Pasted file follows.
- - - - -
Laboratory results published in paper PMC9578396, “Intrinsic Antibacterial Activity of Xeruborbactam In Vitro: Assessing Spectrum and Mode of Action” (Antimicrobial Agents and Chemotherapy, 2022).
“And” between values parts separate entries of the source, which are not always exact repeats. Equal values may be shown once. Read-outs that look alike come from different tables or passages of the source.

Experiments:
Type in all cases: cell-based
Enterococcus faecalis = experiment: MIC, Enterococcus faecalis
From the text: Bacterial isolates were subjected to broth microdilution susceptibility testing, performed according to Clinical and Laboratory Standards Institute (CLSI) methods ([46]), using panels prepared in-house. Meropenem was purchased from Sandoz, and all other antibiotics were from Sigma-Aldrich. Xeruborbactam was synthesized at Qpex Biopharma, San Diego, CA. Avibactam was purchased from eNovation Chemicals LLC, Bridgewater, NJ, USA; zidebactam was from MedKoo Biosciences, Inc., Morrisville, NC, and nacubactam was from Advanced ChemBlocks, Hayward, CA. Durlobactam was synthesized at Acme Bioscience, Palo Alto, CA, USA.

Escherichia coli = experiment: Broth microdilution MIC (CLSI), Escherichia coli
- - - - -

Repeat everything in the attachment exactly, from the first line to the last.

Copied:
Laboratory results published in paper PMC9578396, “Intrinsic Antibacterial Activity of Xeruborbactam In Vitro: Assessing Spectrum and Mode of Action” (Antimicrobial Agents and Chemotherapy, 2022).
“And” between values parts separate entries of the source, which are not always exact repeats. Equal values may be shown once. Read-outs that look alike come from different tables or passages of the source.

Experiments:
Type in all cases: cell-based
Enterococcus faecalis = experiment: MIC, Enterococcus faecalis
From the text: Bacterial isolates were subjected to broth microdilution susceptibility testing, performed according to Clinical and Laboratory Standards Institute (CLSI) methods ([46]), using panels prepared in-house. Meropenem was purchased from Sandoz, and all other antibiotics were from Sigma-Aldrich. Xeruborbactam was synthesized at Qpex Biopharma, San Diego, CA. Avibactam was purchased from eNovation Chemicals LLC, Bridgewater, NJ, USA; zidebactam was from MedKoo Biosciences, Inc., Morrisville, NC, and nacubactam was from Advanced ChemBlocks, Hayward, CA. Durlobactam was synthesized at Acme Bioscience, Palo Alto, CA, USA.

Escherichia coli = experiment: Broth microdilution MIC (CLSI), Escherichia coli